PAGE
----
The area-weighted average water level from 1993 to 1994 rose in the High Plains for a second consecutive year. The 0.56-foot rise from 1993 to 1994 (table 2) was considerably larger than the average rise of 0.21 foot from 1992 to 1993 (Dugan and Cox, 1994). The larger rise may be attributed to precipitation in the High Plains that averaged 4.24 inches above normal in 1993, as compared to 2.03 inches above normal in 1992. The larger rise from 1993 to 1994 also may be associated with the accumulative effect of 3 consecutive years of above-normal precipitation in the High Plains. The area-weighted average precipitation in the High Plains during 1990-93 was 2.49 inches above normal.
Although the area-weighted average water level rose in the High Plains from 1993 to 1994 and the area-weighted average precipitation was well above normal in 1993, these conditions were not uniform across the High Plains (tables 2 and 3). Both water-level change and precipitation presented strongly contrasting regional patterns within the High Plains (fig. 2). Declines exceeding 3 feet extended in a nearly continuous 100-mile arc from eastern New Mexico across the northern part of the Southern High Plains of Texas. The area-weighted average water-level decline was nearly 1 foot in the High Plains of Texas and 0.27 foot in New Mexico (table 2). Precipitation was generally below normal in 1993 in those parts of the Southern and Central High Plains with wide-spread water-level declines from 1993 to 1994 (table 3).
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Figure 2. Water-level change in the High Plains aquifer, 1993 to 1994.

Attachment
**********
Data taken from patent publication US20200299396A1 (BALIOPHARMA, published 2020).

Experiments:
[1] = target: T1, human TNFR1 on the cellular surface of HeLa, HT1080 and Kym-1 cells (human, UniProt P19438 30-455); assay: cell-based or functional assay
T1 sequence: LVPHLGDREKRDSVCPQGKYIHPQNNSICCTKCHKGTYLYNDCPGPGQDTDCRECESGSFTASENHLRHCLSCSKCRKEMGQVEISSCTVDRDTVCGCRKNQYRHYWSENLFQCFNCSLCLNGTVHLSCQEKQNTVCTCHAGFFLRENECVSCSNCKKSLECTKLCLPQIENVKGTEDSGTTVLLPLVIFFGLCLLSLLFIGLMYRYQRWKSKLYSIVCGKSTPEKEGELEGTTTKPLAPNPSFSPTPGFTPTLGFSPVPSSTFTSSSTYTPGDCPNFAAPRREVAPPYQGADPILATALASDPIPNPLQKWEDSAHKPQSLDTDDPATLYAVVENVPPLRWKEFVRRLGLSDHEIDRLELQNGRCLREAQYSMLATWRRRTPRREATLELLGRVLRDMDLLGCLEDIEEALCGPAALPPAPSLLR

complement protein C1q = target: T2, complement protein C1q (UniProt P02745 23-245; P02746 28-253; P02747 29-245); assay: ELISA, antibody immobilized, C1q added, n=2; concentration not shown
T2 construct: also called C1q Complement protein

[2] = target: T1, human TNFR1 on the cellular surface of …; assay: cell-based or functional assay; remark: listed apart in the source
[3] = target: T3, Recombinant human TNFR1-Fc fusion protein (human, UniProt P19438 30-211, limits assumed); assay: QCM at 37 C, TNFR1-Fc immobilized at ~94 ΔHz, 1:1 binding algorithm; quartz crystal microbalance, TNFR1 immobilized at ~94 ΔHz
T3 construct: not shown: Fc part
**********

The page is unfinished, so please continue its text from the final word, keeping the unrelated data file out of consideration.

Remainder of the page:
Area-weighted State water-level change (feet) Colorado -.13 Kansas +.55 Nebraska +1.81 New Mexico -.27 Oklahoma +.10 South Dakota +.38 Texas -.99 Wyoming +.13 High Plains +.56
Average area-weighted Average area-weighted departure from 30 year Percentage State precipitation (inches) normal (inches) of normal Colorado 17.42 +1.14 107 Kansas 28.75 +7.26 134 Nebraska 29.38 +7.87 137 New Mexico 15.10 -1.28 92 Oklahoma 19.44 -.25 99 South Dakota 25.69 +6.98 137 Texas 17.56 -1.37 93 Wyoming 18.01 +3.67 126 High Plains 24.02 +4.24 121
Carr, J.E., Chase, E.B., Paulson, R.W., and Moody, D.W., 1990, National water summary 1987--Hydrologic events and water supply and use: U.S. Geological Survey Water-Supply Paper 2350, 552 p. Dugan, J.T., and Cox, D.A., 1994, Water-level changes in the High Plains aquifer --Predevelopment to 1993: U.S. Geological Survey Water-Resources Investigations Report 94-4157, 60 p. Weeks, J.B., Gutentag, E.D., Heimes, F.J., and Luckey, R.R., 1988, Summary of the High Plains regional aquifer-system analysis in parts of Colorado, Kansas, Nebraska, New Mexico, Oklahoma, South Dakota, Texas, and Wyoming: U.S. Geological Survey Professional Paper 1400-A, 30 p.--Jack T. Dugan and Jennifer B. Sharpe
from U.S. Department of the Interior, U.S. Geological Survey, Fact Sheet FS-215-95